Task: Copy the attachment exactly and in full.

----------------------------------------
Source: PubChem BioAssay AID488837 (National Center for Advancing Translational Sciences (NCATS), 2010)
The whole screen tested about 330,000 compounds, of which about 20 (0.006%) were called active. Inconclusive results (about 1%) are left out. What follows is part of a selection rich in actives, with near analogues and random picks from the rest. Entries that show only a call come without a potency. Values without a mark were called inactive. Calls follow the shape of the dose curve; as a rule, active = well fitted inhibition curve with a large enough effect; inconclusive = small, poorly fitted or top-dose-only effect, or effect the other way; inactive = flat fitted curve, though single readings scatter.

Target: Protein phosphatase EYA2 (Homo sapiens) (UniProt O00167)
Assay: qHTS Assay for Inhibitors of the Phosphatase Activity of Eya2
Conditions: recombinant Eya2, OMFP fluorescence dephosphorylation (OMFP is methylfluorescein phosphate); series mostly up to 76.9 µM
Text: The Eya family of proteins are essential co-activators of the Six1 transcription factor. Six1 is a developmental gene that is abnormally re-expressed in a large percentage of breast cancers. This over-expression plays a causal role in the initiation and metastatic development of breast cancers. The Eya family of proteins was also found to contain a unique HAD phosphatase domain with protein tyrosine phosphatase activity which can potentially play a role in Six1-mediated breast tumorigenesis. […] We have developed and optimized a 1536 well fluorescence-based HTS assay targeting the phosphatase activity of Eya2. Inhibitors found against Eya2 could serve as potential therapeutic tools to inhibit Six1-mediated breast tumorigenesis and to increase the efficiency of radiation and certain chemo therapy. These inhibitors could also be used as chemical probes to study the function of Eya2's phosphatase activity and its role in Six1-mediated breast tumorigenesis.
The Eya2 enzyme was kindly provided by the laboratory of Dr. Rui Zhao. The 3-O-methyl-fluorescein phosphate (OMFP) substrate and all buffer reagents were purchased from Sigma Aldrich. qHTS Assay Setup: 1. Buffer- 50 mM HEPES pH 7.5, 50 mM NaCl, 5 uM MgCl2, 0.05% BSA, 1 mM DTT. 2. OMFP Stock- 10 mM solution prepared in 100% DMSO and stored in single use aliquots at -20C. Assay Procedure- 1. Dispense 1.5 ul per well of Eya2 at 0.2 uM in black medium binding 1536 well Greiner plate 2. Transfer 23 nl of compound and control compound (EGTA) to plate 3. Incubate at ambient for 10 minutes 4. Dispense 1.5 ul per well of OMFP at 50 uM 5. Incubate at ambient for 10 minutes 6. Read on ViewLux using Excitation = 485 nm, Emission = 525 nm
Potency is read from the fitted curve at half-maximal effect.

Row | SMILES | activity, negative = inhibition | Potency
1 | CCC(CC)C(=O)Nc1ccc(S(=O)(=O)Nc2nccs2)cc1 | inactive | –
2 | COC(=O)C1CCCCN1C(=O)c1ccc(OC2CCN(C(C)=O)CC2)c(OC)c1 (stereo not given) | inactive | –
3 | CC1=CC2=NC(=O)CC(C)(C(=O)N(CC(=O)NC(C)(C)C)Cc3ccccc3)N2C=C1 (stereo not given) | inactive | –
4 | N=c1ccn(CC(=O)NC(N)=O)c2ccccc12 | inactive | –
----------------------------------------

Source: PubChem BioAssay AID488837 (National Center for Advancing Translational Sciences (NCATS), 2010)
The whole screen tested about 330,000 compounds, of which about 20 (0.006%) were called active. Inconclusive results (about 1%) are left out. What follows is part of a selection rich in actives, with near analogues and random picks from the rest. Entries that show only a call come without a potency. Values without a mark were called inactive. Calls follow the shape of the dose curve; as a rule, active = well fitted inhibition curve with a large enough effect; inconclusive = small, poorly fitted or top-dose-only effect, or effect the other way; inactive = flat fitted curve, though single readings scatter.

Target: Protein phosphatase EYA2 (Homo sapiens) (UniProt O00167)
Assay: qHTS Assay for Inhibitors of the Phosphatase Activity of Eya2
Conditions: recombinant Eya2, OMFP fluorescence dephosphorylation (OMFP is methylfluorescein phosphate); series mostly up to 76.9 µM
Text: The Eya family of proteins are essential co-activators of the Six1 transcription factor. Six1 is a developmental gene that is abnormally re-expressed in a large percentage of breast cancers. This over-expression plays a causal role in the initiation and metastatic development of breast cancers. The Eya family of proteins was also found to contain a unique HAD phosphatase domain with protein tyrosine phosphatase activity which can potentially play a role in Six1-mediated breast tumorigenesis. […] We have developed and optimized a 1536 well fluorescence-based HTS assay targeting the phosphatase activity of Eya2. Inhibitors found against Eya2 could serve as potential therapeutic tools to inhibit Six1-mediated breast tumorigenesis and to increase the efficiency of radiation and certain chemo therapy. These inhibitors could also be used as chemical probes to study the function of Eya2's phosphatase activity and its role in Six1-mediated breast tumorigenesis.
The Eya2 enzyme was kindly provided by the laboratory of Dr. Rui Zhao. The 3-O-methyl-fluorescein phosphate (OMFP) substrate and all buffer reagents were purchased from Sigma Aldrich. qHTS Assay Setup: 1. Buffer- 50 mM HEPES pH 7.5, 50 mM NaCl, 5 uM MgCl2, 0.05% BSA, 1 mM DTT. 2. OMFP Stock- 10 mM solution prepared in 100% DMSO and stored in single use aliquots at -20C. Assay Procedure- 1. Dispense 1.5 ul per well of Eya2 at 0.2 uM in black medium binding 1536 well Greiner plate 2. Transfer 23 nl of compound and control compound (EGTA) to plate 3. Incubate at ambient for 10 minutes 4. Dispense 1.5 ul per well of OMFP at 50 uM 5. Incubate at ambient for 10 minutes 6. Read on ViewLux using Excitation = 485 nm, Emission = 525 nm
Potency is read from the fitted curve at half-maximal effect.

Row | SMILES | activity, negative = inhibition | Potency
1 | CCC(CC)C(=O)Nc1ccc(S(=O)(=O)Nc2nccs2)cc1 | inactive | –
2 | COC(=O)C1CCCCN1C(=O)c1ccc(OC2CCN(C(C)=O)CC2)c(OC)c1 (stereo not given) | inactive | –
3 | CC1=CC2=NC(=O)CC(C)(C(=O)N(CC(=O)NC(C)(C)C)Cc3ccccc3)N2C=C1 (stereo not given) | inactive | –
4 | N=c1ccn(CC(=O)NC(N)=O)c2ccccc12 | inactive | –